The roles of grid and place cells and phase precession in human episodic memory

This research project uses direct human brain recordings to characterize the neuronal signals that represent aspects of individual episodic memories. A key question is understanding how the brain supports tasks such as “Where did I leave my keys this morning?” We will test the hypothesis that “grid cells” in the human entorhinal cortex provide a coordinate system that represents the spatial information that is stored in individual episodic memory traces. We perform this work by examining direct brain recordings from epilepsy patients who have electrodes implanted to map their seizure outcomes. During recordings patients will perform a novel hybrid spatial-episodic memory task in which they navigate a virtual environment and encounter different objects throughout the environment. Because object encounters act as episodic memories, we will probe the neural basis of episodic memory representation by asking them to remember these events while we measure the activity of their grid and place cells. Our main hypothesis is that the activity of grid cells during memory retrieval represents the spatial location where the event occurred. We also test the role of grid cells in memory retrievals based on cues as well as self-initiated recalls from memory search. We will also test our novel hypotheses that the temporal order of memories is represented computationally by the brain via theta-band phase coding.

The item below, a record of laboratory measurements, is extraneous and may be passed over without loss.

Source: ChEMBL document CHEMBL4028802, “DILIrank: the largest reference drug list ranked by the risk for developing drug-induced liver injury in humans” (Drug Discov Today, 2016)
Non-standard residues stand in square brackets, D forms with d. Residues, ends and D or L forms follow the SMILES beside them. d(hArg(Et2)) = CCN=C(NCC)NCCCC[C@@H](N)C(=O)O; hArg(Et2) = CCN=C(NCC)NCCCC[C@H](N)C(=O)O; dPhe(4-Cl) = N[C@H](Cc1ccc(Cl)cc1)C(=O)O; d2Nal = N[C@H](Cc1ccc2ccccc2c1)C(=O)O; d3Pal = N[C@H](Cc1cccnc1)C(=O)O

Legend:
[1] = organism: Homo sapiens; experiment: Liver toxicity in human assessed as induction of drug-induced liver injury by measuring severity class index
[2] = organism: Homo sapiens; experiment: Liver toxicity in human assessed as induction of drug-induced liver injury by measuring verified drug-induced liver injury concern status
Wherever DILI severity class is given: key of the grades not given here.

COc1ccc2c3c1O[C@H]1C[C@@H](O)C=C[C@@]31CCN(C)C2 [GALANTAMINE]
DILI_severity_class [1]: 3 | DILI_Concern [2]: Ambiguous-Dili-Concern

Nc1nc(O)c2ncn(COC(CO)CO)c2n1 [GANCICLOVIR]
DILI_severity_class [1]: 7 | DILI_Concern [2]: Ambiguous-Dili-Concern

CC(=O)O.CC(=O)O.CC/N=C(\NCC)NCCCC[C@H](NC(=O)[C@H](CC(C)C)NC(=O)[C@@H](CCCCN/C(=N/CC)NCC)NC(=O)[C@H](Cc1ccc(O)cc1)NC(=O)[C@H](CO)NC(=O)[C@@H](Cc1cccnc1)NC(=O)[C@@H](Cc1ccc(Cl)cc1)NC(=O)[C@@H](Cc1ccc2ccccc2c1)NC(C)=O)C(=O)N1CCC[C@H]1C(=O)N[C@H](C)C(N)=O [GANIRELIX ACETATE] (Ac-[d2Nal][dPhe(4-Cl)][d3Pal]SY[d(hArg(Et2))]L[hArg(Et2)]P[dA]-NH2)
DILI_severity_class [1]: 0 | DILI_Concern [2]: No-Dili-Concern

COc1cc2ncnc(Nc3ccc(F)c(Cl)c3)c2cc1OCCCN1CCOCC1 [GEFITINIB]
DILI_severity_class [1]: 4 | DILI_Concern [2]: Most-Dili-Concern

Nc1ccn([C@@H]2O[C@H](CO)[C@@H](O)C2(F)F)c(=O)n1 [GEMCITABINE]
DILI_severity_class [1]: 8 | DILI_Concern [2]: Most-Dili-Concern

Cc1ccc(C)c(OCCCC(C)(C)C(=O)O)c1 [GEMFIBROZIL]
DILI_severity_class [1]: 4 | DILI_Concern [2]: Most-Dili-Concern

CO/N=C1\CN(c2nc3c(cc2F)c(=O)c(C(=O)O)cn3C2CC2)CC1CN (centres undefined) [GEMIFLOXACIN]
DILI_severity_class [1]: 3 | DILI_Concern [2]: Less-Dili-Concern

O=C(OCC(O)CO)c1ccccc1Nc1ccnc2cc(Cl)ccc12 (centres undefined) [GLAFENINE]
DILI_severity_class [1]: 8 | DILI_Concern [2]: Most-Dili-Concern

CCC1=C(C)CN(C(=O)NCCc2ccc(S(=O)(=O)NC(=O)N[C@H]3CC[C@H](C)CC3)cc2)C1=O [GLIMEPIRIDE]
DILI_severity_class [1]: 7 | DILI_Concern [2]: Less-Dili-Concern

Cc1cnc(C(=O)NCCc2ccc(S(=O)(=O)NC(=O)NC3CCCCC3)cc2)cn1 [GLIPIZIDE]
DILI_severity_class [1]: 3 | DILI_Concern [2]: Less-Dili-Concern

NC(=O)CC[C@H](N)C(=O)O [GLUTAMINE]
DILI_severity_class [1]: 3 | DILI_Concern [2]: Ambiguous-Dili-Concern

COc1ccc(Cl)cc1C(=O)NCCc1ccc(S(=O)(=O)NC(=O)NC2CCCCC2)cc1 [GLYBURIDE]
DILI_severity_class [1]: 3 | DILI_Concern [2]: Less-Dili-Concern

Principal Investigators
Kempter, Richard Prof. Dr. (Details) (Computational Neuroscience)

Other Team Members
Jacobs, Joshua Prof. Ph.D. (Columbia University in the City of New York)
Kahana, Michael Prof. Ph.D. (University of Pennsylvania)
Schulze-Bonhage, Andreas Prof. Dr. (University Medical Center Freiburg)

participating organizational facilities of the HU

Financer
BMBF

Duration of Project
Start date: 03/2018
End date: 06/2021

Research Areas
Systemic Neuroscience, Computational Neuroscience, Behaviour

Publications
M. Michalikova, M. Remme, D. Schmitz, S. Schreiber, R. Kempter.
Spikelets in pyramidal neurons: generating mechanisms, distinguishing properties, and functional implications. Rev. Neurosci., 10.1515/revneuro-2019-0044.

A. Holzbecher, R. Kempter. Interneuronal gap junctions increase synchrony and robustness of hippocampal ripple oscillations. Eur. J. Neurosci., 48: 3446-3465, 2018.

Last updated on 2020-02-07 at 00:05